ONE of the first Allied soldiers to witness the horror of Belsen will today join in Poland’s Remembrance Day after being given the country’s highest honour.
Ian Forsyth, 85, has become one of only 15 people and the first Scot to receive Poland’s Officer’s Cross of Merit for his role in liberating the notorious concentration camp in north-western Germany.
Today, he will wear his medal for the first time in public when he joins a special service at St Simon’s RC Church in Partick, Glasgow.
The church was the focus of the Polish community in exile during World War II and masses are still said today in Polish.
Ian vowed never to let the horrors which confronted him in April 1945 be forgotten.
He is organising a special garden of remembrance in Hamilton on November 6 for Polish and British soldiers lost in war and there will be a special service in the town the next day.
Ian was a 20-year-old wireless operator and tank commander in the 15/19 Hussars when he arrived at Belsen, where 100,000 prisoners died during the war, including Anne Frank.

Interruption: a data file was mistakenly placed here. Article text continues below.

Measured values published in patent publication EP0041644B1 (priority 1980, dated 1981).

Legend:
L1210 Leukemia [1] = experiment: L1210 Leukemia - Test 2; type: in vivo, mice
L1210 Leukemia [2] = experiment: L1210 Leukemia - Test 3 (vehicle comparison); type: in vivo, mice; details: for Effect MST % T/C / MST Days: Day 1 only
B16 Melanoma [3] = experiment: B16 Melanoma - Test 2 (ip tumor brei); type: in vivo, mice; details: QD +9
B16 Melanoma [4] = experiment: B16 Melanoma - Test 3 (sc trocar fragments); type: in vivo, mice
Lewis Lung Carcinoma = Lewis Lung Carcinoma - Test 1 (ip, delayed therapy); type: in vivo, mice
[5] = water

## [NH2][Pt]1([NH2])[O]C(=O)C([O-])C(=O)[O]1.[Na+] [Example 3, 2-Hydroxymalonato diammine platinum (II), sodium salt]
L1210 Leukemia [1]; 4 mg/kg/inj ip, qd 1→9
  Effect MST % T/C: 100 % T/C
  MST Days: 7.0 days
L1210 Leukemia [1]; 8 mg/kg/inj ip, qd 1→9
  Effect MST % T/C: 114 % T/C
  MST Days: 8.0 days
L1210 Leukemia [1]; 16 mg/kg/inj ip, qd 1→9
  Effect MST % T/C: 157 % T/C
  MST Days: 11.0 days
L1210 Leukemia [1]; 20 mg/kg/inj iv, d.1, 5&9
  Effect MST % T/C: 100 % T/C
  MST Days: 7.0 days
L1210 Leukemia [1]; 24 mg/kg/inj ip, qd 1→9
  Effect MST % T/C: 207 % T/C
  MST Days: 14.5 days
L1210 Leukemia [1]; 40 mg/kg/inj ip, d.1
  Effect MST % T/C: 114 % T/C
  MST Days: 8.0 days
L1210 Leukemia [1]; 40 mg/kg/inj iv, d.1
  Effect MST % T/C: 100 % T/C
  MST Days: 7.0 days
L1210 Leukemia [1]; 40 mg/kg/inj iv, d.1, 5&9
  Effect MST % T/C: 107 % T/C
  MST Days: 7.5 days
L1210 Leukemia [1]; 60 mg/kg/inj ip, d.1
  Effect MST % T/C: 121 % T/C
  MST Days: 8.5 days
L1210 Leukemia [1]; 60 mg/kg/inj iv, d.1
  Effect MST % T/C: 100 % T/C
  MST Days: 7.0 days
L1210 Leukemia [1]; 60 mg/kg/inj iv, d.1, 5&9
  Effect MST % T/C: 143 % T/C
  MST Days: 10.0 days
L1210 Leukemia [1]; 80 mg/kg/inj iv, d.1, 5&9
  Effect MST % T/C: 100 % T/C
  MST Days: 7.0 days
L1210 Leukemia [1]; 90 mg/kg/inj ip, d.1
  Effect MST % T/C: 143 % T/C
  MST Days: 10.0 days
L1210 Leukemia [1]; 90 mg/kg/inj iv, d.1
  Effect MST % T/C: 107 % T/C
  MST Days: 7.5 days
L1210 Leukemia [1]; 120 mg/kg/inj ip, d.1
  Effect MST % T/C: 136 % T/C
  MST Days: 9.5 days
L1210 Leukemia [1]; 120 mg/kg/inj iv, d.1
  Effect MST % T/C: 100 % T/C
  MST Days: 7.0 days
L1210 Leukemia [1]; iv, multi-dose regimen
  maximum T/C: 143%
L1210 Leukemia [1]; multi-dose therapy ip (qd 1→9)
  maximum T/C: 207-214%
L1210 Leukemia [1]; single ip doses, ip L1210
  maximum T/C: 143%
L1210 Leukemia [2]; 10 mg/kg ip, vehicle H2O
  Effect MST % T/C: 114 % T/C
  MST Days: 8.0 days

Under strict orders not to throw their rations to the prisoners, the humanity of one of Ian’s comrades took over.
He threw a tiny amount of food then watched in horror as prisoners were trampled in the rush.
Lanarkshire grandfather Ian said: “When the crowd surged forward, so desperate for food, many died in the crush.
“Even those who got the crumbs died because their starving bodies couldn’t process the food. My friend was haunted for the rest of his days.
“He couldn’t know the cost of his act of kindness.”
Ian was presented with his medal at Glasgow City Chambers in May by Scotland’s Polish Consul General Tomasz Trafas on behalf of the president of Poland.
He said: “I’m very proud to receive this medal. This is for all my brothers in arms.
“But nothing can make me forget those haunted eyes.
“I’d witnessed humanity crushed by the cruel. At least 13,000 corpses lay unburied.
“I knew then what we were all fighting for.
“My first thought was to burst through the gates and tell these walking ‘dead’ they were free.
“But we had strict orders not to go inside as typhus, cholera and diptheria were raging through the camp.
“Before I arrived at Belsen, I’d only heard the rumours about such camps.”
Archive. Daily Record, July 2012
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